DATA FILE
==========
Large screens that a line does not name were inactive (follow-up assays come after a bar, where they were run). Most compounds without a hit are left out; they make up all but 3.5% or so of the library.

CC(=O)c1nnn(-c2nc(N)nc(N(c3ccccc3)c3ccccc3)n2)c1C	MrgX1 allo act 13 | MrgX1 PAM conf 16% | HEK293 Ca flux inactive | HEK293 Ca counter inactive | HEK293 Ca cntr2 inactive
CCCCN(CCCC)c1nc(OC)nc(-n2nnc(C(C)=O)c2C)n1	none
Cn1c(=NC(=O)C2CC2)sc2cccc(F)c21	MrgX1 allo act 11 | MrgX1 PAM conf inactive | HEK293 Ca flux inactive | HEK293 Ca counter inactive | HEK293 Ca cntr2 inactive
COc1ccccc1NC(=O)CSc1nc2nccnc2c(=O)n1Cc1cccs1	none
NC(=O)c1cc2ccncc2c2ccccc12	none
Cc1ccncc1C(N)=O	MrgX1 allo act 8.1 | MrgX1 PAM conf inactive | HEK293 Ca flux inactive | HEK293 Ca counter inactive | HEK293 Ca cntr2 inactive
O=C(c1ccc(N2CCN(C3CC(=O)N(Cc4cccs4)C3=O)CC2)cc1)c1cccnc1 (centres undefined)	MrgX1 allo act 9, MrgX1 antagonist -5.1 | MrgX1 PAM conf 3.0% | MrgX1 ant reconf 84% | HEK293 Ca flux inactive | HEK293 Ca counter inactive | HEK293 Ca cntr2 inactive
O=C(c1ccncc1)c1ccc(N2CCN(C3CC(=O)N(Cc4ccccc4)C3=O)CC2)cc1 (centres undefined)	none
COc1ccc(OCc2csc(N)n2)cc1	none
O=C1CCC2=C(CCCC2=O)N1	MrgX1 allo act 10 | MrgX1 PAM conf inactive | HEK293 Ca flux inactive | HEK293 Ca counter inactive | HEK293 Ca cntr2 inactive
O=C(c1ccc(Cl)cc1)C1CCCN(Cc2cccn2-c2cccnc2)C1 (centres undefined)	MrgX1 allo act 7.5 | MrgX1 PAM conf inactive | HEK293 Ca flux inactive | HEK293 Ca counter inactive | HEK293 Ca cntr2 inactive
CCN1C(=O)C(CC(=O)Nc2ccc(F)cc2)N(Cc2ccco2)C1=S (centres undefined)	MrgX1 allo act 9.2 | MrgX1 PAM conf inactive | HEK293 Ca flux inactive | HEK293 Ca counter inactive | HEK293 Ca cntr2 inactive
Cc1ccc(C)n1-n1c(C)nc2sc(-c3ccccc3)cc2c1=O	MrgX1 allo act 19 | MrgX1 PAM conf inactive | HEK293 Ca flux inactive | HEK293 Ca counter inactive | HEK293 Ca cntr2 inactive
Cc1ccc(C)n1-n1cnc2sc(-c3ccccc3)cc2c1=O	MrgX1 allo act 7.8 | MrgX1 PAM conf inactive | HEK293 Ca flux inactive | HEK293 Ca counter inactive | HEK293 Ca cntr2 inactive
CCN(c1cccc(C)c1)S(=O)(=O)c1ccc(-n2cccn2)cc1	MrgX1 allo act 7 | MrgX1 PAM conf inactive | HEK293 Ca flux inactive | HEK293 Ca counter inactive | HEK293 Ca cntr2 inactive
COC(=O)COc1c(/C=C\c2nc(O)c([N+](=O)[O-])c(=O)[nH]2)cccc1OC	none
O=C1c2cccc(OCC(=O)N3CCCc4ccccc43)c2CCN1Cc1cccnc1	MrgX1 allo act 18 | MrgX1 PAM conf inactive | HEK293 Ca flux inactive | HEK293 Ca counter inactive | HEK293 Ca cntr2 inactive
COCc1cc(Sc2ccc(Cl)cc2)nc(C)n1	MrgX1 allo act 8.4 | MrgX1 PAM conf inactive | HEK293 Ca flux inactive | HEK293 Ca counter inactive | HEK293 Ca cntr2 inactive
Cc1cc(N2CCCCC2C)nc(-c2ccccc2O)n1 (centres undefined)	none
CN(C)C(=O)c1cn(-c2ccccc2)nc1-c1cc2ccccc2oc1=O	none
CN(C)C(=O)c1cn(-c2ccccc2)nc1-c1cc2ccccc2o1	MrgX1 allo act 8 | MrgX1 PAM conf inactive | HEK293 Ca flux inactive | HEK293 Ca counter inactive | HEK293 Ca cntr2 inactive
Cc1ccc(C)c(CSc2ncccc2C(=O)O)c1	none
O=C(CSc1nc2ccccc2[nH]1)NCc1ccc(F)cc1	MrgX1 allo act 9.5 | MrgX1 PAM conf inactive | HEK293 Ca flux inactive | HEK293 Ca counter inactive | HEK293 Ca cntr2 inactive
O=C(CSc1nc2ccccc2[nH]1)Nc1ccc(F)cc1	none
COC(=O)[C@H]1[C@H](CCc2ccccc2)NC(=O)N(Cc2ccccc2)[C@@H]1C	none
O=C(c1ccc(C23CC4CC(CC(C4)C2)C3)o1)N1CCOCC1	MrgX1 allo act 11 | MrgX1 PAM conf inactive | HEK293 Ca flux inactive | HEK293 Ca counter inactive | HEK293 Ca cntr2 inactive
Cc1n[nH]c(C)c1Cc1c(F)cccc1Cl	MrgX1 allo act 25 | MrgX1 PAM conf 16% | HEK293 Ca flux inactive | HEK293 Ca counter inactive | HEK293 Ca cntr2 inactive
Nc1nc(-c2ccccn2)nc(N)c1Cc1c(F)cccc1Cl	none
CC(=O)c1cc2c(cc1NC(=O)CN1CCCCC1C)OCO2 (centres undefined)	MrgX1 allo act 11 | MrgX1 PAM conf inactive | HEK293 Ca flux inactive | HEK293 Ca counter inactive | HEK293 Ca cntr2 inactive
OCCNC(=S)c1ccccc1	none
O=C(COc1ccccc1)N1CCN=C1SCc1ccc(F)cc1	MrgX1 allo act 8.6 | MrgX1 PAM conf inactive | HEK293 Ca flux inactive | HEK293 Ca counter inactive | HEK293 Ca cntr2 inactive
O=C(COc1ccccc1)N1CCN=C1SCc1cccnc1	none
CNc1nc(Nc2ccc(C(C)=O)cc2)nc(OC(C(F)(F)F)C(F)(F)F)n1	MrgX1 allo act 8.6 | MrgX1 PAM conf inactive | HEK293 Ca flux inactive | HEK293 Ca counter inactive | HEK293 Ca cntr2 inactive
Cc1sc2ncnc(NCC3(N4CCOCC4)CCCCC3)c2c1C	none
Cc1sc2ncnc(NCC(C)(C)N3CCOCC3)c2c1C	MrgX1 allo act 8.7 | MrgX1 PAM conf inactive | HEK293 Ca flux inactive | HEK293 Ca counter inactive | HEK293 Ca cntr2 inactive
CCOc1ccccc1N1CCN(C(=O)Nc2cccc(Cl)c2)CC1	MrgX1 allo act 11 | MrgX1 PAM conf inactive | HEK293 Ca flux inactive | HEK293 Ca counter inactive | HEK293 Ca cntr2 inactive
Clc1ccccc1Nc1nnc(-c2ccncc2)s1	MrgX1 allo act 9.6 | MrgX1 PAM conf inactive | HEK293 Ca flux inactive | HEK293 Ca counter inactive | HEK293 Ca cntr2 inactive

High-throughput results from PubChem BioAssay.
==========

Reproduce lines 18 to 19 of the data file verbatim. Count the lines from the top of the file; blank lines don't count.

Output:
O=C1c2cccc(OCC(=O)N3CCCc4ccccc43)c2CCN1Cc1cccnc1	MrgX1 allo act 18 | MrgX1 PAM conf inactive | HEK293 Ca flux inactive | HEK293 Ca counter inactive | HEK293 Ca cntr2 inactive
COCc1cc(Sc2ccc(Cl)cc2)nc(C)n1	MrgX1 allo act 8.4 | MrgX1 PAM conf inactive | HEK293 Ca flux inactive | HEK293 Ca counter inactive | HEK293 Ca cntr2 inactive